In 1590, he participated in the Conquest of Odawara, ordered to serve as the commander-in-chief of the left formation. The forces attacked to the gateway to Hakone, toppling Yamanaka Castle, and proceeding to the entrance to Hayakawa in Odawara. The main division established a position at the Kaisō Temple. However, toward the end of the fifth month, Hidemasa fell ill and, on 5/27, he suddenly died during the deployment at the age of thirty-eight.
Hidemasa’s remains were initially buried at the site of the main encampment at the Kaisō Temple, and only his topknot was brought back to his territory and a grave and memorial tablet made at the Chōkei Temple near his base in Kita-no-shō in Echizen.
Hidemasa was succeeded by his eldest son, Hori Hideharu. In the fourth month of 1598, after Hideharu was transferred to Kasugayama in Echigo Province, Hidemasa was re-buried at the Rinsen Temple in the foothills below Kasugayama Castle. In addition to the grave for Hidemasa, memorials were constructed there for his father, Hideshige, and his older brother, Hideharu, and it became a family temple for three generations of the Hori clan.
Character and anecdotes
During the Battle of Yamazaki, in a bid to take Mount Tennō, the first division led by Horio Yoshiharu first climbed the mountain. When Hidemasa attempted to follow, a retainer named Hori Shichirōbei said that if their allies above them lose, then they will all lose at once so they should change the route and climb. As the forces changed routes and continued the climb, the Horio forces collapsed as expected whereupon Hidemasa attacked from the side and, with an arquebus, killed the enemy commander named Matsuda Masachika. Hori Shichirōbei is surmised to be Hori Toshimune (or Michitoshi), the older brother of Hori Naomasa and a cousin of Hidemasa. Initially, he served Ashikaga Yoshiteru, and, after the death of Yoshiteru, served Oda Nobunaga.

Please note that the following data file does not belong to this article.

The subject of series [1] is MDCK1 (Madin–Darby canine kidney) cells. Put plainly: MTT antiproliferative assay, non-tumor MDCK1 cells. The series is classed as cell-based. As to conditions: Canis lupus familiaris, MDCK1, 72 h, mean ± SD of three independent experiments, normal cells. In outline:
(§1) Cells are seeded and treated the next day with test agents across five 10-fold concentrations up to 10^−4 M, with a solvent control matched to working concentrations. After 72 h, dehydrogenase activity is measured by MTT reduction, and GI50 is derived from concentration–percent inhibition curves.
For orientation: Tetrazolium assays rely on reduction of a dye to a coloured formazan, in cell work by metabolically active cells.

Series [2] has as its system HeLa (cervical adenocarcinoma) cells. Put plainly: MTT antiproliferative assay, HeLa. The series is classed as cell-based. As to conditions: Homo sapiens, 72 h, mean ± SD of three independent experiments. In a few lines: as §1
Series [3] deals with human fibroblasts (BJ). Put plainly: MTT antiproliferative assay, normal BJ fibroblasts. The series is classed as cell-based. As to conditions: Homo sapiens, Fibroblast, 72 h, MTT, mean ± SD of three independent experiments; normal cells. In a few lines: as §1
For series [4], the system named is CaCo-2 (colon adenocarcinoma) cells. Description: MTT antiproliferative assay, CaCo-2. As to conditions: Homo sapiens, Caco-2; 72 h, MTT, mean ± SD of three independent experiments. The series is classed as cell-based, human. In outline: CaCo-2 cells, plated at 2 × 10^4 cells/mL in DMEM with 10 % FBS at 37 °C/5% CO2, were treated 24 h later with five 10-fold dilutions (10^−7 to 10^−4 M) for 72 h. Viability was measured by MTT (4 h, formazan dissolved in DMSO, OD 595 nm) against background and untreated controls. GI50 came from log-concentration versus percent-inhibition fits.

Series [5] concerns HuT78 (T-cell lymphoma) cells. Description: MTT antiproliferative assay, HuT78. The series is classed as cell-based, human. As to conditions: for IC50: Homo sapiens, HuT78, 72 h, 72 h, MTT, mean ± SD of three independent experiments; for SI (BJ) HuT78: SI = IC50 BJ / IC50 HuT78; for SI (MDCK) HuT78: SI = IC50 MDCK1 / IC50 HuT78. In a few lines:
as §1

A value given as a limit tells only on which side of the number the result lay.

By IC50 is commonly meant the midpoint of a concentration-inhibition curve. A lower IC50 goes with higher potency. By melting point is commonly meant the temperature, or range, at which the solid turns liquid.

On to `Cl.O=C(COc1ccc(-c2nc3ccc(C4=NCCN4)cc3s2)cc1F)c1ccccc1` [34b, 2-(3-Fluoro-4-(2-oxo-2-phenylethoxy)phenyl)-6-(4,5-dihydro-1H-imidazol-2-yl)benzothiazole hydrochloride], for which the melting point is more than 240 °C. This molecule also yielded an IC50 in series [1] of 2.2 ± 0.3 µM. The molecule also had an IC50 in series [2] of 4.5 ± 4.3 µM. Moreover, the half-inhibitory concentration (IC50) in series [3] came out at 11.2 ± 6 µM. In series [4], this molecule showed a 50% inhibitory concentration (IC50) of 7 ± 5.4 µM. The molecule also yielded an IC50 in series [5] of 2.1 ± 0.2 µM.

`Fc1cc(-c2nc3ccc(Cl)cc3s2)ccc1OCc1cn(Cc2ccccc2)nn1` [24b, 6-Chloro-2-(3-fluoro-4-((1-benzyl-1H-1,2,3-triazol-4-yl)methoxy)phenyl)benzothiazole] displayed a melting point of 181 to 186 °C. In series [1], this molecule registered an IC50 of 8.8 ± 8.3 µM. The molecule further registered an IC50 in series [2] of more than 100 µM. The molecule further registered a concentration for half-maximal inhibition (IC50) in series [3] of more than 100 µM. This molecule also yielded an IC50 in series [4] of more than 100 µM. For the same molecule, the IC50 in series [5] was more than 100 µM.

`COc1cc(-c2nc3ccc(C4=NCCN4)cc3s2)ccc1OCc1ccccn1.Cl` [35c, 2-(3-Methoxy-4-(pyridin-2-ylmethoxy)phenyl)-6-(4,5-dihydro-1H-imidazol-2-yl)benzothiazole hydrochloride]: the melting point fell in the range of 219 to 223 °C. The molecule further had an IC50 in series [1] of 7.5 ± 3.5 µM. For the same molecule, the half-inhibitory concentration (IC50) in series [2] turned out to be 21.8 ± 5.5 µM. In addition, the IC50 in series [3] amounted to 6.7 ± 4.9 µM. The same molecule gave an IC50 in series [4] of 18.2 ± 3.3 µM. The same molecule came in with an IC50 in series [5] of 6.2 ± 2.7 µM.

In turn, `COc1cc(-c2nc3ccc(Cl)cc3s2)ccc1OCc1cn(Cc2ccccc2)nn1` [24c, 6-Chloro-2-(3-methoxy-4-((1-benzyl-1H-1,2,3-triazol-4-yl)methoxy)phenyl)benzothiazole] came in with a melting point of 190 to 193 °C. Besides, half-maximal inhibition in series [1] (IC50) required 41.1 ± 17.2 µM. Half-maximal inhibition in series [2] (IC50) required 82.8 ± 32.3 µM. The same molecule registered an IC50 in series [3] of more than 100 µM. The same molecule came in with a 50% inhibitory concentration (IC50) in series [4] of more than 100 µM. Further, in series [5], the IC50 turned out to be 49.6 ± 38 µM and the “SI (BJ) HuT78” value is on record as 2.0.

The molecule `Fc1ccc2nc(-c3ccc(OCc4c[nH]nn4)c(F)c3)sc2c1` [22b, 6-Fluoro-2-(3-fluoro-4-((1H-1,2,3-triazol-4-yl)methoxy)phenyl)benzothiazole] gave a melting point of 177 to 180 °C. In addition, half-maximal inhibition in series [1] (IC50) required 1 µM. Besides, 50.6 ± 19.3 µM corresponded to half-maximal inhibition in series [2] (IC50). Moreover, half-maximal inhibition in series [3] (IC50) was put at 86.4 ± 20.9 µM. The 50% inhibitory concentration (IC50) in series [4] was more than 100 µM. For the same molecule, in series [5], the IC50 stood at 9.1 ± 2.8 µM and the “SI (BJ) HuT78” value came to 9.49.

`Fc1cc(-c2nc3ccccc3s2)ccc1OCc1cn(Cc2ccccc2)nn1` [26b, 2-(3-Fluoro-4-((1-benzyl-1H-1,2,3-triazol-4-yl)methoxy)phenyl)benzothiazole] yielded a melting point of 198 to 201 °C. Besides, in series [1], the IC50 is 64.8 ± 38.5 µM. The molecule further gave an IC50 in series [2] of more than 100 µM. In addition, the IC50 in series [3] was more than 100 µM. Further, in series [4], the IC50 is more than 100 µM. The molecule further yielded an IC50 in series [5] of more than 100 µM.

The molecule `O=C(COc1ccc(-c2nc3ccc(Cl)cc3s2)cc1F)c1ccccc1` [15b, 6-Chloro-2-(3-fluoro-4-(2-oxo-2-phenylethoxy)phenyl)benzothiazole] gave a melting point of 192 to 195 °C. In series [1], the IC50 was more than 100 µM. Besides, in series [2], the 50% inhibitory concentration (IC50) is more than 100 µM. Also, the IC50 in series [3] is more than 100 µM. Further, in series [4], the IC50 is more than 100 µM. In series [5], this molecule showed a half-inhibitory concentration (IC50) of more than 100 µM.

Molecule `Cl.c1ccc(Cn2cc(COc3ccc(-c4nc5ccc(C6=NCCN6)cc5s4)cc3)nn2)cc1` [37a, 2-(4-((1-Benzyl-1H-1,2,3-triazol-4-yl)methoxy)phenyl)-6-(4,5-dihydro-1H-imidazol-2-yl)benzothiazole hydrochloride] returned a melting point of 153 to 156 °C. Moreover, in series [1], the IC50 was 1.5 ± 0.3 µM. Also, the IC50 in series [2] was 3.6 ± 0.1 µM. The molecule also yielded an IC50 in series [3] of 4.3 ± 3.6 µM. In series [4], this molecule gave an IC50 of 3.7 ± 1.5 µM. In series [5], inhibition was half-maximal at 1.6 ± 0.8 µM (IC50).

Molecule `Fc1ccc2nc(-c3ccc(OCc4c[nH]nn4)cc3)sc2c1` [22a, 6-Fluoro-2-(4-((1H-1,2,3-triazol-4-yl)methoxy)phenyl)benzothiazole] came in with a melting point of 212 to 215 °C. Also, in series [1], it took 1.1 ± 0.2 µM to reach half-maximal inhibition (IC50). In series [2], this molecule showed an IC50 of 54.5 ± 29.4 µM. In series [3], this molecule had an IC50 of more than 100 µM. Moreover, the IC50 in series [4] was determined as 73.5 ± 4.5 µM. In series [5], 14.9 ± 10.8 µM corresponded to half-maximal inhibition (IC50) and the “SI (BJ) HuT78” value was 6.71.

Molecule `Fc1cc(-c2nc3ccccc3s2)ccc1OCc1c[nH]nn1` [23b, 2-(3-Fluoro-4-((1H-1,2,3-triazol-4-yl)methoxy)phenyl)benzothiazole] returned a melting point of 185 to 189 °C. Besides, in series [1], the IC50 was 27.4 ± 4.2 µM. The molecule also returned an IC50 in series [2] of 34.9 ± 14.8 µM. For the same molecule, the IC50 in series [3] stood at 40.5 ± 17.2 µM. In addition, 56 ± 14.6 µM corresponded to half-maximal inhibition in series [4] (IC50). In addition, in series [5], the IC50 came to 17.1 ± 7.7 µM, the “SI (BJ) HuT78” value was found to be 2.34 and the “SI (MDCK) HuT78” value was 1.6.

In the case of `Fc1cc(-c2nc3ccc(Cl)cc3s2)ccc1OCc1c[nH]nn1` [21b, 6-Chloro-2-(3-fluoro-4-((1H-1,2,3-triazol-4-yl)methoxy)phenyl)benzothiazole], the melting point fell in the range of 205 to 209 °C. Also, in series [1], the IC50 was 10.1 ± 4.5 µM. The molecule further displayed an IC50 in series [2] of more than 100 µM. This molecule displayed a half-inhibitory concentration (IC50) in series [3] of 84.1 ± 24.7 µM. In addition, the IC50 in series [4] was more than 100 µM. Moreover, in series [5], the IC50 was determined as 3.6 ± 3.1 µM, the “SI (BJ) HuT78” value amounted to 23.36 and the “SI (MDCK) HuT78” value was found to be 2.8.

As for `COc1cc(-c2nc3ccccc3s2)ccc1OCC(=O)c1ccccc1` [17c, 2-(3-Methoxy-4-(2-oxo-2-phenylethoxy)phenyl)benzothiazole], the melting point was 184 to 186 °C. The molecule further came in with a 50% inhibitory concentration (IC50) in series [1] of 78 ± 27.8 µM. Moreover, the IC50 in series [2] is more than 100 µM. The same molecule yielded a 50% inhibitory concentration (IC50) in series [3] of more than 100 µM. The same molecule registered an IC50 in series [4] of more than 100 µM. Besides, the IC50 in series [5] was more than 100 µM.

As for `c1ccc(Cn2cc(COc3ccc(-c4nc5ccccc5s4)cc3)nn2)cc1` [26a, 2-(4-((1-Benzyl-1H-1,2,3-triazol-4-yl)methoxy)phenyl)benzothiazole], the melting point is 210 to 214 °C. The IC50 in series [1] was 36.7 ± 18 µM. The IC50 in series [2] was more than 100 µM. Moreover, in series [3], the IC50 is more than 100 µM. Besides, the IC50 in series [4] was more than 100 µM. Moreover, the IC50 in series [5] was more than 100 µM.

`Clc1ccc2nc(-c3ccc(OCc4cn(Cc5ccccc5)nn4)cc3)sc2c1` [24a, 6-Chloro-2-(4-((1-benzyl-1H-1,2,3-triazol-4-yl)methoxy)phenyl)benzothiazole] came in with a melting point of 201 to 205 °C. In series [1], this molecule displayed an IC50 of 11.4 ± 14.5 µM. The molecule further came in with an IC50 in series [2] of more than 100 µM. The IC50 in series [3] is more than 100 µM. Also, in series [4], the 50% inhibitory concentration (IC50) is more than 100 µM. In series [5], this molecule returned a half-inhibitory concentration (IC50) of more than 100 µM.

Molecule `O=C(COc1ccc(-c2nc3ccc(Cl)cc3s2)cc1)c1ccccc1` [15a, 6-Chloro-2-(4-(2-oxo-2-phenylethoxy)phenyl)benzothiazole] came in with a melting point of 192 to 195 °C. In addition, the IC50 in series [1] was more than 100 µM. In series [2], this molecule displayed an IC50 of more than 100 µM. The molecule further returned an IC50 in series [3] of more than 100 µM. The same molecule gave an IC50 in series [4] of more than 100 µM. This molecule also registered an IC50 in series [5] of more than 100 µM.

During the Battle of Komaki-Nagakute, the troops noted that the sound of arquebus fire has unexpectedly stopped. Tanaka Yoshimasa came solo on a horse to inform them that there was a battle behind them so they needed to quickly prepare. Hidemasa said that Yoshimasa was the head of the servants so should have delegated the task to inform them to someone under him or a young person, further noting that the arquebus fire must have signaled the defeat of their allies and, in fact, the allies had been defeated when enemy forces led by Ōsuga and Sakakibara charged.
During the Kyūshū Expedition, a close retainer named Yamashita Jingobei became deranged and tried to attack Hidemasa from behind. Hidemasa turned around and cut him down at once. Naomasa, who was also walking behind Jingobei, also slashed him. Hidemasa said to Naomasa “I was first.” Everyone was impressed that he could say that right after such a sudden event.
When a dispute arose between servants of the magistrates and the porters in regard to the weight of the provisions, Hidemasa attempted to carry the items. He said that even though he was stronger, he would become tired after carrying it for one ri (approximately four kilometers) so decided it would be better not to take it.
After Hidemasa was criticized for a delay in carrying the battle flag during a march, Hidemasa tried to take it on himself, but after changing to a horse with weak legs, caused further delay.
A portrait of Hidemasa kept at the Chōkei Temple is said to have been painted by Hidemasa himself.